These bats all differ from our set shapes. This is the range for you if you're looking for something different but don't want to order a custom bat.
All the information you need to select the correct options for you.
Each cricket bat willow tree is grown in the UK for around 20 years before being processed & into raw clefts.
Our high-quality Singapore Manu cane & cork cane handles are made in Jalandhar, India.
MADE IN INDIA:
Raw clefts are machined, handled, pressed shaped and finished. In our Jalandhar workshop
MADE IN NEW ZEALAND:
Raw clefts are machined, handled, pressed shaped and finished. In our Auckland workshop
We trust in our process, which allows you to confidently walk to the crease, knowing that you're using a premium product that will perform under pressure.
BOW & FACE
Our 2-stage pressing technique generates a balanced bowed blade to deliver increased power and control. Our modern flat face allows for enhanced shot placement. The edges are boned (hardened) to strengthen and decrease the chance of cracking.
SWEET SPOT POSITION
The sweet spot or middle of the bat is the blade area where you achieve the most significant amount of power. Therefore, if you have a bat with a high sweet spot, you need to regularly hit the ball high on the blade to get the best out of the bat.
When choosing the spine position, remember the higher you go, the better the pick up will be.
We give you the option of having a different spine peak position to the edge. Having an offset edge and spine is designed to lengthen the middle, improving the pickup and balance. This option is optimal if you like a low sweet spot.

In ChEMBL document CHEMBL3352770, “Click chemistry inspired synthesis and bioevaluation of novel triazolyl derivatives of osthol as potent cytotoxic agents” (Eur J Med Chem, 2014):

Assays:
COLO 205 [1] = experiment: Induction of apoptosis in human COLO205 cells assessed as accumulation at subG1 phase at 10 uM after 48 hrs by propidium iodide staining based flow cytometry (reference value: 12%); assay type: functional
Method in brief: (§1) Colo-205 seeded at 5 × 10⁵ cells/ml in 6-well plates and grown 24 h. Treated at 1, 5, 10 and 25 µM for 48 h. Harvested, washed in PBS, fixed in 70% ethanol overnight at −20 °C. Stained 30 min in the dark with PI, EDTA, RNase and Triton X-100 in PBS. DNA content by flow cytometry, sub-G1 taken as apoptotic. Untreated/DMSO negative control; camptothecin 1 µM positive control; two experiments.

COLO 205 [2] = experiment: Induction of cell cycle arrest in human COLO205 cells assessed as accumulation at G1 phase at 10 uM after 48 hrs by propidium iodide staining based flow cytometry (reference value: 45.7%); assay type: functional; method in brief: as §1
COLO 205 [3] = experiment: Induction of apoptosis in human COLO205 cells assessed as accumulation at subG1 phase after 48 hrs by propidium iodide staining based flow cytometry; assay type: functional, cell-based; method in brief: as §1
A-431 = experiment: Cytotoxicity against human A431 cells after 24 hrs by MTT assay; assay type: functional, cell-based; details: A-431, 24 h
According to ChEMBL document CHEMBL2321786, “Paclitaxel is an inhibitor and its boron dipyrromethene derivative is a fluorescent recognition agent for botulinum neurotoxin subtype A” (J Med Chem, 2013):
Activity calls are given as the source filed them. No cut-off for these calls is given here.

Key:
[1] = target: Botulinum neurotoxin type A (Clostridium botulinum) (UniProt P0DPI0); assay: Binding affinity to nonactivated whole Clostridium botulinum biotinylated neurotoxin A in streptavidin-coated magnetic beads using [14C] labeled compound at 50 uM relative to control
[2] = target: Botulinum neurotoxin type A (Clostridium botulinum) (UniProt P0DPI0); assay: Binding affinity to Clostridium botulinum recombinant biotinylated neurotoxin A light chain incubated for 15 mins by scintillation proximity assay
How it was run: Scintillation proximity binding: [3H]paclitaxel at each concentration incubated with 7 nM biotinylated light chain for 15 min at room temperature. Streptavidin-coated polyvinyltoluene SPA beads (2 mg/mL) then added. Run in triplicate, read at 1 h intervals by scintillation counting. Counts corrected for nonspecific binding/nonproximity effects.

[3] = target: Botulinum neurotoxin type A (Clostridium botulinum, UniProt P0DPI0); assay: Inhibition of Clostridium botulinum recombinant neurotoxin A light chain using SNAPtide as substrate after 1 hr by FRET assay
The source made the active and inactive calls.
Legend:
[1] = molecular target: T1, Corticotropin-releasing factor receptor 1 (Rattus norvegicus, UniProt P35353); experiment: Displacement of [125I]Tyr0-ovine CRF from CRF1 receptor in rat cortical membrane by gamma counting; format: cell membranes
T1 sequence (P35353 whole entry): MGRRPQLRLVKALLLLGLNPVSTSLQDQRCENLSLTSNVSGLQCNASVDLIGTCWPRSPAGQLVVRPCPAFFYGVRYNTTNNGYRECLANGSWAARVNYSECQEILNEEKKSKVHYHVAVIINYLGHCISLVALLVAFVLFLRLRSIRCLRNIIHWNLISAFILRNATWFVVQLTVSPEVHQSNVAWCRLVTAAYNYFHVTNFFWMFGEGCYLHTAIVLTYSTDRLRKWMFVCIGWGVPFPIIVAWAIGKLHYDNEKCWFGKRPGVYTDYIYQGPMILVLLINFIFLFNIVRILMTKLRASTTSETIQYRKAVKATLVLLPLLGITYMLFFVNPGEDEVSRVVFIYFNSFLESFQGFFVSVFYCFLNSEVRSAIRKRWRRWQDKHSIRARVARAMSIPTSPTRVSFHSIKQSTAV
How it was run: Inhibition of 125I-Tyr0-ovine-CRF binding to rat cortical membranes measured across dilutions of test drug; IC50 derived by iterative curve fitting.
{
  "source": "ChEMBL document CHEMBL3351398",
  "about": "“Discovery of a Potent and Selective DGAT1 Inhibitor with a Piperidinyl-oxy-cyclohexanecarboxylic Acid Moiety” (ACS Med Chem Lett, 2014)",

In October 2017, the new MCC laws on cricket bat sizes came into force for the professional game. The new code means that the maximum dimensions of a cricket bat will be 108mm in blade width, 67mm in spine height with 40mm edges. A bat gauge has been developed for umpires to check players bats, and we use one in the workshop to guarantee your bat will fit through.
The laws are only applicable to the professional game, but there is a moratorium period for the amateur game. This period means that amateur players can still use and purchase oversized bats that may violate the Law, which is why we give you the option.
The general rule is light bats for the controlled players and slightly heavier bats for the aggressive and attacking stroke-makers.
Heavier bats have a slower bat speed than lighter bats. The effort required to move the bat increases as the weight of the bat increases. A lighter bat will allow faster bat speed and increase the chance of middling the ball. A heavier bat will not be comparatively easy to middle the ball with, but it will stay hit when you connect with it.
Light (2lbs 6oz - 2lbs 8oz): We recommend this weight range if you are moving to your first full-size bat or into the finishing stages of your playing career, as it may help if you carry a lingering injury
Standard (2lbs 9oz - 2lbs 10oz): Most professional cricketers use a bat of this weight. It is an excellent balance between bat speed and bat performance.
Heavy (2lbs 11oz +): From 2lbs 11oz, you get a bat less about bat speed and more about blade performance. This weight range is for players who want to score their runs through boundaries and want a large and imposing bat.